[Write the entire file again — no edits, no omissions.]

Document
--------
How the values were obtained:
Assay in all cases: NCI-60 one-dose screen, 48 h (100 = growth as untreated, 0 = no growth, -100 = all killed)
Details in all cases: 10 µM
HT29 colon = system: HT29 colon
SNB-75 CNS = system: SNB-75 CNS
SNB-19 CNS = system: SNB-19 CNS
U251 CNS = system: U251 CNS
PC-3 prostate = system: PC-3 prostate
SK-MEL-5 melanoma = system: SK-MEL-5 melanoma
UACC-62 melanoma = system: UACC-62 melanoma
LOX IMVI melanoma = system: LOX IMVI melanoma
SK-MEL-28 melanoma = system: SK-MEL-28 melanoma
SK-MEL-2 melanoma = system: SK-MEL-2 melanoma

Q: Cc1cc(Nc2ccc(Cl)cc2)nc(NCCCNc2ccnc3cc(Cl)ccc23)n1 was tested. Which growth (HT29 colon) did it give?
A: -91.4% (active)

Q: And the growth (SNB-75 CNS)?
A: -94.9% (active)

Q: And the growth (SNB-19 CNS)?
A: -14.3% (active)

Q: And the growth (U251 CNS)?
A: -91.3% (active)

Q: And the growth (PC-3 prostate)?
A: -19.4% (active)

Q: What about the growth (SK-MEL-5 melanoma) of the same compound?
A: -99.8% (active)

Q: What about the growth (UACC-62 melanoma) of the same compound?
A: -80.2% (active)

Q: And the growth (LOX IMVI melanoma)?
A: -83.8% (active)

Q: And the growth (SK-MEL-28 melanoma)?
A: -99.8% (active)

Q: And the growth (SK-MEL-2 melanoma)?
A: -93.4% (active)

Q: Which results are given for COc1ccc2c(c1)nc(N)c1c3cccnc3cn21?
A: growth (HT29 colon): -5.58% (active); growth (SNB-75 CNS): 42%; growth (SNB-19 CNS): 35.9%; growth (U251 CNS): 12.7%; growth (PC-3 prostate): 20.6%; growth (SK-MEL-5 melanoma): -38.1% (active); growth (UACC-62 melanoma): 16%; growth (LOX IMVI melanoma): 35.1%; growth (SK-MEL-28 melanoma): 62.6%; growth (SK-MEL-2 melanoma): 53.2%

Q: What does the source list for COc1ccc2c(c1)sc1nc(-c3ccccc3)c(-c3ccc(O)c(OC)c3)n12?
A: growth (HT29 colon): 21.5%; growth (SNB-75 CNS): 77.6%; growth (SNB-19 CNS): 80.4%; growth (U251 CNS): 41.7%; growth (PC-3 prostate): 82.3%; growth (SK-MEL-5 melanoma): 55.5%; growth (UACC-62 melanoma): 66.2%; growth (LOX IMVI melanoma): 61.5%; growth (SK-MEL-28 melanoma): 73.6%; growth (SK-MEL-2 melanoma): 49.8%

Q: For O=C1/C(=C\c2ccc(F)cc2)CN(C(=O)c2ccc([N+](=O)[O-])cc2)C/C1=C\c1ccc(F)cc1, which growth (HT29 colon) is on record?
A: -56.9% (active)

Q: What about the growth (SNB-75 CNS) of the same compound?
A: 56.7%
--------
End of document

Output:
How the values were obtained:
Assay in all cases: NCI-60 one-dose screen, 48 h (100 = growth as untreated, 0 = no growth, -100 = all killed)
Details in all cases: 10 µM
HT29 colon = system: HT29 colon
SNB-75 CNS = system: SNB-75 CNS
SNB-19 CNS = system: SNB-19 CNS
U251 CNS = system: U251 CNS
PC-3 prostate = system: PC-3 prostate
SK-MEL-5 melanoma = system: SK-MEL-5 melanoma
UACC-62 melanoma = system: UACC-62 melanoma
LOX IMVI melanoma = system: LOX IMVI melanoma
SK-MEL-28 melanoma = system: SK-MEL-28 melanoma
SK-MEL-2 melanoma = system: SK-MEL-2 melanoma

Q: Cc1cc(Nc2ccc(Cl)cc2)nc(NCCCNc2ccnc3cc(Cl)ccc23)n1 was tested. Which growth (HT29 colon) did it give?
A: -91.4% (active)

Q: And the growth (SNB-75 CNS)?
A: -94.9% (active)

Q: And the growth (SNB-19 CNS)?
A: -14.3% (active)

Q: And the growth (U251 CNS)?
A: -91.3% (active)

Q: And the growth (PC-3 prostate)?
A: -19.4% (active)

Q: What about the growth (SK-MEL-5 melanoma) of the same compound?
A: -99.8% (active)

Q: What about the growth (UACC-62 melanoma) of the same compound?
A: -80.2% (active)

Q: And the growth (LOX IMVI melanoma)?
A: -83.8% (active)

Q: And the growth (SK-MEL-28 melanoma)?
A: -99.8% (active)

Q: And the growth (SK-MEL-2 melanoma)?
A: -93.4% (active)

Q: Which results are given for COc1ccc2c(c1)nc(N)c1c3cccnc3cn21?
A: growth (HT29 colon): -5.58% (active); growth (SNB-75 CNS): 42%; growth (SNB-19 CNS): 35.9%; growth (U251 CNS): 12.7%; growth (PC-3 prostate): 20.6%; growth (SK-MEL-5 melanoma): -38.1% (active); growth (UACC-62 melanoma): 16%; growth (LOX IMVI melanoma): 35.1%; growth (SK-MEL-28 melanoma): 62.6%; growth (SK-MEL-2 melanoma): 53.2%

Q: What does the source list for COc1ccc2c(c1)sc1nc(-c3ccccc3)c(-c3ccc(O)c(OC)c3)n12?
A: growth (HT29 colon): 21.5%; growth (SNB-75 CNS): 77.6%; growth (SNB-19 CNS): 80.4%; growth (U251 CNS): 41.7%; growth (PC-3 prostate): 82.3%; growth (SK-MEL-5 melanoma): 55.5%; growth (UACC-62 melanoma): 66.2%; growth (LOX IMVI melanoma): 61.5%; growth (SK-MEL-28 melanoma): 73.6%; growth (SK-MEL-2 melanoma): 49.8%

Q: For O=C1/C(=C\c2ccc(F)cc2)CN(C(=O)c2ccc([N+](=O)[O-])cc2)C/C1=C\c1ccc(F)cc1, which growth (HT29 colon) is on record?
A: -56.9% (active)

Q: What about the growth (SNB-75 CNS) of the same compound?
A: 56.7%